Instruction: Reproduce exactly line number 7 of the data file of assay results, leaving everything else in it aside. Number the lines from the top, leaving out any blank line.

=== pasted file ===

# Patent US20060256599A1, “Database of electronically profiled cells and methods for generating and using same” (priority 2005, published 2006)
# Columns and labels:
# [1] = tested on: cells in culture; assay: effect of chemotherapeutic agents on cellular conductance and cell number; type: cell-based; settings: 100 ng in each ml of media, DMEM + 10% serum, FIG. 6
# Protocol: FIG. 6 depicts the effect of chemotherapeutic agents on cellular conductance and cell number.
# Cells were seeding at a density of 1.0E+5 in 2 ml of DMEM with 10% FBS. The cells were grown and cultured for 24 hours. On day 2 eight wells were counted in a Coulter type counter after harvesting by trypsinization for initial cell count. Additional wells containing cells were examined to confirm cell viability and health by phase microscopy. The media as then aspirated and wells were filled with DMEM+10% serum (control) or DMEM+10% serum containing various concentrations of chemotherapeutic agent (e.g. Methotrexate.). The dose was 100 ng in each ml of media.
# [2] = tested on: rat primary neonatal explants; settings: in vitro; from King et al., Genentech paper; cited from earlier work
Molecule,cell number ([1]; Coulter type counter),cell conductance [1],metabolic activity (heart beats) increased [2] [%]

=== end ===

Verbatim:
Molecule,cell number ([1]; Coulter type counter),cell conductance [1],metabolic activity (heart beats) increased [2] [%]